Biopolitical activist Jeremy Rifkin and biologist Stuart Newman accept that biotechnology has the power to make profound changes in organismal identity. They argue against the genetic engineering of human beings, because they fear the blurring of the boundary between human and artifact. Philosopher Keekok Lee sees such developments as part of an accelerating trend in modernization in which technology has been used to transform the "natural" into the "artifactual". In the extreme, this could lead to the manufacturing and enslavement of "monsters" such as human clones, human-animal chimeras or bioroids, but even lesser dislocations of humans and non-humans from social and ecological systems are seen as problematic. The film Blade Runner (1982), the novels The Boys From Brazil (1978) and The Island of Dr. Moreau (1896) depict elements of such scenarios, but Mary Shelley's 1818 novel Frankenstein is most often alluded to by critics who suggest that biotechnologies could create objectified and socially-unmoored people and subhumans. Such critics propose that strict measures be implemented to prevent what they portray as dehumanizing possibilities from ever happening, usually in the form of an international ban on human genetic engineering.
Writing in Reason magazine, Ronald Bailey has accused opponents of research involving the modification of animals as indulging in alarmism when they speculate about the creation of subhuman creatures with human-like intelligence and brains resembling those of Homo sapiens. Bailey insists that the aim of conducting research on animals is simply to produce human health care benefits.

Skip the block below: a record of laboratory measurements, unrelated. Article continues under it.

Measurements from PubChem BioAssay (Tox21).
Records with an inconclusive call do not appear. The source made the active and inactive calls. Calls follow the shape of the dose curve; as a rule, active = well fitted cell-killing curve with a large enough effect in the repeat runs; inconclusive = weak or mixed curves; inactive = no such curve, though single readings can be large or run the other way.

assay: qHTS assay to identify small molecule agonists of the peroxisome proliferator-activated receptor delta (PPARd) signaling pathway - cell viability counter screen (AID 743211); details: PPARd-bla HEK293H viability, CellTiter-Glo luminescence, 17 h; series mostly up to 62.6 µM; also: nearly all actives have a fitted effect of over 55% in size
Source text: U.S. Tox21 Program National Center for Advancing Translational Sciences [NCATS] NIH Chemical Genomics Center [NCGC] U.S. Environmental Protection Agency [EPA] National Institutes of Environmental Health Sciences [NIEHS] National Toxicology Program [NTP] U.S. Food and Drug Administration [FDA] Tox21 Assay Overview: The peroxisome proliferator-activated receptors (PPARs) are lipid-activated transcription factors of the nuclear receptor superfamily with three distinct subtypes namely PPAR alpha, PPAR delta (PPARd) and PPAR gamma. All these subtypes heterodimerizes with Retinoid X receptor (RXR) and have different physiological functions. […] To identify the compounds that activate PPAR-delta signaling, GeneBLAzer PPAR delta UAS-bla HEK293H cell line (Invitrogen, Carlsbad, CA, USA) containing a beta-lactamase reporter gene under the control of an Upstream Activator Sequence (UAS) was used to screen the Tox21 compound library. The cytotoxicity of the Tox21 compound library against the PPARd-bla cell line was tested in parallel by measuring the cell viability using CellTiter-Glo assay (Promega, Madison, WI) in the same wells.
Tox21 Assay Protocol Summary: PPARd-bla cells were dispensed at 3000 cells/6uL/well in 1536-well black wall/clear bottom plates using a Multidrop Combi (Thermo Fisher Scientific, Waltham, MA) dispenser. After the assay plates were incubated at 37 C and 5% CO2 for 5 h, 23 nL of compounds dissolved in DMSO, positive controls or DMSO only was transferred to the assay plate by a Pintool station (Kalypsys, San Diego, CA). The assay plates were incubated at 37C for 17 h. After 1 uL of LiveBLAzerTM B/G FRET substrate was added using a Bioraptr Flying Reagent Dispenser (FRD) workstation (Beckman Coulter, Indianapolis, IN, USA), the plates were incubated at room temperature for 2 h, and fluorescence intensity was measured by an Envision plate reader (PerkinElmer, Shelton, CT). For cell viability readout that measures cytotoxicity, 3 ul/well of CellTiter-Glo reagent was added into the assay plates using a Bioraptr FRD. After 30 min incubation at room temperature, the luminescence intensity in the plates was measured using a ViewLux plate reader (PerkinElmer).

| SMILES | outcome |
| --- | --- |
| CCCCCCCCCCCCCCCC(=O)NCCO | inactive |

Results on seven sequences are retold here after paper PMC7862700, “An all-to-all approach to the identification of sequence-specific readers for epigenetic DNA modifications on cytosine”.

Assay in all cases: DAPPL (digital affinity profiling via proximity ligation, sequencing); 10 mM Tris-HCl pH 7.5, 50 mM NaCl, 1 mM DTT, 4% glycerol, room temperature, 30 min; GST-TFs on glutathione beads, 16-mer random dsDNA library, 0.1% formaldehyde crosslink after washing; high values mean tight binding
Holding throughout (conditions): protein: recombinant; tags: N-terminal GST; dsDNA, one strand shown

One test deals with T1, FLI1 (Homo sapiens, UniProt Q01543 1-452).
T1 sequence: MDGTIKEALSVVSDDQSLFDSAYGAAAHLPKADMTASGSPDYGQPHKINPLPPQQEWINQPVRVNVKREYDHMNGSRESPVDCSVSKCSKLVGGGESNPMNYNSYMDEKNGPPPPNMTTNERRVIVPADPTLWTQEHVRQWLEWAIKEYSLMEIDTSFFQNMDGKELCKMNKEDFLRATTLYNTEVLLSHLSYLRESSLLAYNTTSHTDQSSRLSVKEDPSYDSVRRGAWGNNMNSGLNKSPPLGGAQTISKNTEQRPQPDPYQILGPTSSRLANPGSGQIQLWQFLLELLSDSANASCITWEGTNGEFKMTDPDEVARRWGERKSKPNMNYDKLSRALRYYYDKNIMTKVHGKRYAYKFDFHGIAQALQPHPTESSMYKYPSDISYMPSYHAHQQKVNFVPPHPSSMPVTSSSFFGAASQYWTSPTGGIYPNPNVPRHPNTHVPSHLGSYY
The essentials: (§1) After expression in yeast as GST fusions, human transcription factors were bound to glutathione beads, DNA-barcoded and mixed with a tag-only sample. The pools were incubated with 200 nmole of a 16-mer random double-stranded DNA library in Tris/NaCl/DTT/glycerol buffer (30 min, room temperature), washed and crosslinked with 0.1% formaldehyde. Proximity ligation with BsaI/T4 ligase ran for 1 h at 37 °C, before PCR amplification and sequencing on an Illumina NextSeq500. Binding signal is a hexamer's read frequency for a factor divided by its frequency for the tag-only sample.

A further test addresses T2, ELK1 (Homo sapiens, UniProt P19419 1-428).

A different response comes from transhumanist personhood theorists who object to what they characterize as the anthropomorphobia fueling some criticisms of this research, which science writer Isaac Asimov termed the "Frankenstein complex". They argue that, provided they are self-aware, human clones, human-animal chimeras and uplifted animals would all be unique persons deserving of respect, dignity, rights and citizenship. They conclude that the coming ethical issue is not the creation of so-called monsters but what they characterize as the "yuck factor" and "human-racism" that would judge and treat these creations as monstrous.
Some critics of transhumanism allege an ableist bias in the use of such concepts as "limitations", "enhancement" and "improvement". Some even see the old eugenics, social Darwinist and master race ideologies and programs of the past as warnings of what the promotion of eugenic enhancement technologies might unintentionally encourage. Some fear future "eugenics wars" as the worst-case scenario: the return of coercive state-sponsored genetic discrimination and human rights violations such as compulsory sterilization of persons with genetic defects, the killing of the institutionalized and, specifically, segregation from, and genocide of, "races" perceived as inferior. Health law professor George Annas and technology law professor Lori Andrews are prominent advocates of the position that the use of these technologies could lead to such human-posthuman caste warfare.